Ammonium cynate is prepared by one of the following methods
A further blow to vital force theory was given by Kolbe, in 1845, when he synthesized acetic acid, the first organic compound, in laboratory from its elements and later by Berthelot, in 1856, who synthesized methane.
Since then a large number of organic compounds have been synthesised and their formation is governed by simple laws of formation as applicable to inorganic compounds and does not depend on special vital force.
Inspite of the fact that there was no fundamental difference between organic and inorganic compounds but a superficial distinction was maintained between organic and inorganic chemistry and this distinction is still followed.
- Books Name
- Kaysons Academy Chemistry Book
- Kaysons Publication
A mechanism for a reaction is a collection of elementary processes (also called elementary steps or elementary reactions) that explains how the overall reaction proceeds.
A mechanism is a proposal from which you can work out a rate law that agrees with the observed rate laws. The fact that a mechanism explains the experimental results is not a proof that the mechanism is correct. A mechanism is our rationalization of a chemical reaction, and devising mechanism is an excellent academic exercise in itself.
1° Carbon → Carbon attached to only one Carbon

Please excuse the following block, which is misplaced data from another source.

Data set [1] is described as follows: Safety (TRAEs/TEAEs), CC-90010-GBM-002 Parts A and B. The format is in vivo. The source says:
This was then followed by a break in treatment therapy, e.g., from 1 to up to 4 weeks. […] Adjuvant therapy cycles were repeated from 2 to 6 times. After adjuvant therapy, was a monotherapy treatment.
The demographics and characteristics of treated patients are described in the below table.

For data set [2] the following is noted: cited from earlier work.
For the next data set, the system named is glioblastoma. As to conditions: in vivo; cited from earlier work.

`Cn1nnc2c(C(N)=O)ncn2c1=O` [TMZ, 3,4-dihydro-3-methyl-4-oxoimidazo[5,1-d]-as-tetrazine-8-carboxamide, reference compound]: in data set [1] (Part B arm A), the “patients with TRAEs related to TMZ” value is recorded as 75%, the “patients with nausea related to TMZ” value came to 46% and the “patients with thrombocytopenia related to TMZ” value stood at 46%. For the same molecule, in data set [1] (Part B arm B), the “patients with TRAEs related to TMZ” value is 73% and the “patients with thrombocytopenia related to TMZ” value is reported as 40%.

2° Carbon → Carbon attached to only two Carbon
3° Carbon → Carbon attached to only three Carbon
4° Carbon → Carbon attached to only four Carbon
1° Hydrogen → Hydrogen attached to only 1° Carbon
2° Hydrogen → Hydrogen attached to only 2° Carbon
3° Hydrogen → Hydrogen attached to only 3° Carbon
In CH4 the C is called super 1°
Some other common terms
(CH2 = CH –) Vinylic
(CH2 = CH – CH2 –) Allylic
1°C → a, e, f, g, h
2°C → c
3°C → b
4°C → d
1°Hyd → 1, 2, 3
2°Hyd → 5, 6, 7, 8
3°Allylic → 4
2°Allylic → 9, 10
2°Vinylic → 11, 12
A chemical equation is a symbolic representation of a chemical. Reaction it indicates the initial reactants and final products involved in a change. Reactants generally consist of two species:
1. One which is being attacked; it is called a substrate.
2. Other which attacks the substrate; it is referred to as a reagent. These two interact to form products.
Types of Reagents
Reagents are attacking species and are created by breaking of covalent bonds.
A covalent bond can get cleaved either by:-
(ii) Homolytic Cleavage